Decarbonizing Residential Space Heating in Cold Climates

April 18, 2024 | 2:00pm - 3:00pm EDT

This event has been rescheduled from April 3 to April 18.

Decarbonizing home heating can be challenging in the coldest U.S. regions. Electric heat pumps can operate in very low temperatures, but with reduced performance and the potential for increasing winter peak electricity demand. Hybrid systems with biofuel backups for the coldest days could help economically yet wouldn’t achieve full decarbonization. How can clean heating be achieved in the most extreme winters without straining household budgets? 

Join this webinar to hear the results of a new ACEEE report examining the future costs of decarbonized heating in the coldest areas of the country. Report authors and outside experts will discuss the impacts of several possible technologies, including common heat pumps, furnace and boiler options, the use of low-carbon backup fuels stored in small tanks, and adoption of air-to-water heat pumps.


Steven Nadel, Executive Director, American Council for an Energy-Efficient Economy (ACEEE)

Steven has been ACEEE’s executive director since 2001 and has worked in the energy efficiency field for more than 40 years, authoring over 200 publications. He was the lead author of the study being released during this webinar.

Amy Royden-Bloom, Program Manager, Residential Buildings Integration, Building Technologies Office, U.S. Department of Energy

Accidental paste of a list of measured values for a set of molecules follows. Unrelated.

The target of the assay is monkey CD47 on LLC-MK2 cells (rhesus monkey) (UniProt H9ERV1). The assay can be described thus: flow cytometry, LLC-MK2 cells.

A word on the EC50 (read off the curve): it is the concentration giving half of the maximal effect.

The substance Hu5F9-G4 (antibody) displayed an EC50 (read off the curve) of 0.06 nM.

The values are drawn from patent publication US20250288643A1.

Amy leads programs that include research, analysis, information, and partnerships geared toward developing and scaling energy-efficiency technologies and approaches that improve the affordability and comfort of our nation’s 120 million residential buildings, while reducing their carbon footprint and energy consumption.

Chris Neme, Principal, Energy Futures Group (EFG)

Chris specializes in analysis of markets for energy efficiency, renewable energy and strategic electrification measures and the design and evaluation of programs and policies to promote them.

During his 30 years in the industry, he has helped clients in 30+ states, 7 Canadian provinces, and several European countries with a variety of energy efficiency, demand response, strategic electrification and other distributed energy resource programs and policies. 

Moderator: Lyla Fadali, Senior Researcher, Buildings Program, American Council for an Energy-Efficient Economy (ACEEE)

Lyla led data analysis for ACEEE’s new study. Prior to joining ACEEE, she was an AAAS Science & Technology Fellow in the Building Technologies Office at the U.S. Department of Energy. She has a PhD in mathematics and works on topics across ACEEE’s portfolio involving complex data analysis and modeling.

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